photos: Betty Smith garden IN PROGRESS February (overgrowth and clearing underway–poison ivy was found) vs. March and can’t wait to experience the AFTER!

Gloucester MA Department of Public Works directing restoration special gardens Stacy Boulevard _20190215_ sculpture Walker Hancock © catherine ryan (4)
February 2019
TRITON bronze scupture public art Stacey Boulevard Gloucester Ma_ artist Walker Hancock monuments man_ raised atop boulder base _20190324_© Catherine Ryan (12)
March 24, 2019 more progress two gardens revitalized- Paul Manship Triton fantastic enhanced boulder base clearing
TRITON bronze scupture public art Stacey Boulevard Gloucester Ma_ artist Walker Hancock monuments man_ raised atop boulder base _20190324_© Catherine Ryan (6)
Gloucester, Mass., March 2019. Pubic art – Walker Hancock Triton

 

 

 

Continue reading “Stacy Boulevard: Walker Hancock Triton sculpture, Betty Smith gardens & tennis courts to the East, and Blynman Bridge & railings to the West – more stunning investment #GloucesterMA thanks to DPW, Ann Gilardi Johnson, Generous Gardeners, CPA, DOT”

Stacy Boulevard: Walker Hancock Triton

March 2019 work continuing across Stacy Boulevard – read details HERE about  these projects– Hancock SculptureBetty Smith Gardens & Tennis Courts to the East, and Blynman Bridge & railings to the West-  additional stunning work and investment thanks to Gloucester MA Department of Public Works, Ann Gilardi Johnson, Generous Gardeners, CPA, Department of Transportation (DOT), and more.  Stacy Boulevard Part 8

TRITON bronze scupture public art Stacey Boulevard Gloucester Ma_ artist Walker Hancock monuments man_ raised atop boulder base _20190324_© Catherine Ryan (12)

March 24, 2019 photos of Walker Hancock Triton and grounds prep before/in process.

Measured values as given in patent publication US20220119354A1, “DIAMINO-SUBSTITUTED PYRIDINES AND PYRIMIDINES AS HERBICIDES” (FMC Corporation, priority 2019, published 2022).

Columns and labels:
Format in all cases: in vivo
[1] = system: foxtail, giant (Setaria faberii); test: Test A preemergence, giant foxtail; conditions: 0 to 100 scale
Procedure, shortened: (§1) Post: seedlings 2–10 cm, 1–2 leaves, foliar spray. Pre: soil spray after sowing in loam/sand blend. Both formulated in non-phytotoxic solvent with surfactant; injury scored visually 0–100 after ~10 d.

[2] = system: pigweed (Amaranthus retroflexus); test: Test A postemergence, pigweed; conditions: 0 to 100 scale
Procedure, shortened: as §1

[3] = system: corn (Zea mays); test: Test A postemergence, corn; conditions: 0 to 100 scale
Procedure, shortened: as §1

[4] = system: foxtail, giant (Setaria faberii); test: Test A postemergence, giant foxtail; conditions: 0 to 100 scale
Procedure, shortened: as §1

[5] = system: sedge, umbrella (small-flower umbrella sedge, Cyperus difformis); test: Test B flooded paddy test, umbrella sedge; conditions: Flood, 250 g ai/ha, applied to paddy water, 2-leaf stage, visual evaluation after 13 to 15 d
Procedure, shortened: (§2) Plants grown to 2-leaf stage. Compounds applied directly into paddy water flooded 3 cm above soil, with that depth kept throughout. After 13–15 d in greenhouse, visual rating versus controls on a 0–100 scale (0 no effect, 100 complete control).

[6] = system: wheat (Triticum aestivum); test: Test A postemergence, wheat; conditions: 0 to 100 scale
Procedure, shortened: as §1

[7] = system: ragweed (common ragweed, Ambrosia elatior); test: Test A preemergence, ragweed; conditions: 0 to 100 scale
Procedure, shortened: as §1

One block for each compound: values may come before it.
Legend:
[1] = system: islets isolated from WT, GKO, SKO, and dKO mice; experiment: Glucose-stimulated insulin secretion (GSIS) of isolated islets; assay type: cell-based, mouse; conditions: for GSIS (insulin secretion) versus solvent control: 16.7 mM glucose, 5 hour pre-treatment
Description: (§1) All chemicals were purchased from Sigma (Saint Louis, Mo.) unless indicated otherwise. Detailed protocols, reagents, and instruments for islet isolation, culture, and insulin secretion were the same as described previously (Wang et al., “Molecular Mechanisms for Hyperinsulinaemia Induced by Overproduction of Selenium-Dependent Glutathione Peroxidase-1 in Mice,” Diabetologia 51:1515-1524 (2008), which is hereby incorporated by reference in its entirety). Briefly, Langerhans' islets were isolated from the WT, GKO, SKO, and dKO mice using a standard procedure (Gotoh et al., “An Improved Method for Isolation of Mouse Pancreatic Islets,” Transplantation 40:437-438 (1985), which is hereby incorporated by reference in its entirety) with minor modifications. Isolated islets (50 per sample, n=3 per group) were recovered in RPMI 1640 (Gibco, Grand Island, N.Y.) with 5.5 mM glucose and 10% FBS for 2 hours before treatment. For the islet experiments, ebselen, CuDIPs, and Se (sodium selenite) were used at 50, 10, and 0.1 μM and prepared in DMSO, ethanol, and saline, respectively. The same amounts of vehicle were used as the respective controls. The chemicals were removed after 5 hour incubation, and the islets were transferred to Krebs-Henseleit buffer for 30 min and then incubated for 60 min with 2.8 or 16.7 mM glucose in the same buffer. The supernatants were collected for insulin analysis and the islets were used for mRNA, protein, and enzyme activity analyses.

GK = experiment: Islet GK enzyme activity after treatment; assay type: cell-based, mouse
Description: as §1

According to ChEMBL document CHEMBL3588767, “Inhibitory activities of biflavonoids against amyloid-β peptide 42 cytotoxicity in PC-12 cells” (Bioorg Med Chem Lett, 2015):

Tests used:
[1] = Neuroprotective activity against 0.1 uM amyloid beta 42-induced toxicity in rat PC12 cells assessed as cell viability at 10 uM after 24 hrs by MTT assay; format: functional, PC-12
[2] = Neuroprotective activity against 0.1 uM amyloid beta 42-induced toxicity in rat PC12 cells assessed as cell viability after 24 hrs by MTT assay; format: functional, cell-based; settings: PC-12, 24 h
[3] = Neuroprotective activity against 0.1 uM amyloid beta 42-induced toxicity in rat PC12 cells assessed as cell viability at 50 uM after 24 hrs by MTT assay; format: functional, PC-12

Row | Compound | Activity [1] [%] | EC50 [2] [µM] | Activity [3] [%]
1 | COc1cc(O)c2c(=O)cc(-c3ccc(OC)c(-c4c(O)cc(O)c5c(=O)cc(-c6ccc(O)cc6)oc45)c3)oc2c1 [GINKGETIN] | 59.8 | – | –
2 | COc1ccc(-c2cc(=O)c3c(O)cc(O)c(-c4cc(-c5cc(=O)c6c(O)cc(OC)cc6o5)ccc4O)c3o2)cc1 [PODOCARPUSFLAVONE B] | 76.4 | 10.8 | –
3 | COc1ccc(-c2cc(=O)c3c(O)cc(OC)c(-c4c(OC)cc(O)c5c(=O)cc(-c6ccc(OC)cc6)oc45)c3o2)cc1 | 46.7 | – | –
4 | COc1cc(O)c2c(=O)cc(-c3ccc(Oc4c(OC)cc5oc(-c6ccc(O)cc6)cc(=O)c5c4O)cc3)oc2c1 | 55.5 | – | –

TRITON bronze scupture public art Stacey Boulevard Gloucester Ma_ artist Walker Hancock monuments man_ raised atop boulder base _20190324_© Catherine Ryan (6)
Gloucester, Mass., March 2019. Pubic art – Walker Hancock Triton

 

 

 

expect a little bit of traffic on RT 127 as Days Pond wall and sidewalk get some Gloucester DPW love

Gloucester MA DPW Days Pond stone work Dec 2018 (3)

 

Another Gloucester DPW project began last week along RT 127, near Wolf Hill, at Days Pond. The fence and wall have been damaged over the years from simple wear and tear, and even automobile accidents. “A recent one took it from more than just an eyesore to potentially dangerous,” Mike Hale explained. The wall is being replaced and raised. The crew will be there a couple of weeks this December to complete all that is doable in winter, and return in the spring to finish the job. Since the crew began the pond has frozen over and thawed. Note the stone work.

Enjoying scenic overlook on Thatcher Road walkway to Good Harbor Beach

Beautiful build by Gloucester DPW to Good Harbor Beach is seeing steady use. The new pedestrian bridge spanning the marsh little river makes it easy to linger over a sweeping November vista to Good Harbor Beach and back.

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Prior posts on Good Morning Gloucester about the marsh walkway under construction. 

October 6, 2018 snazzy new guardrails

September 12, 2018   construction begins

Massive and beautiful Ken Gore painting repaired and returned to City Hall

Information labels were applied to City Hall walls with an epoxy that is ill advised near art. In early spring a label for this Ken Gore painting migrated to its surface and pulled away a small patch of paint.  Elizabeth Mehlin, an expert painting restorer in Ipswich, Massachusetts, repaired the accidental damage. She was able to tease out pulverized pieces of the paint stuck to remnant epoxy and match the loss so beautifully the fix is indiscernible. The painting is large and heavy. I suspect that its original custom frame was likely carved by multi media artist and Montserrat teacher, Alfred Czerepak (1928 – 1986). Gloucester’s Department of Public Works are such great stewards of the city’s art and history!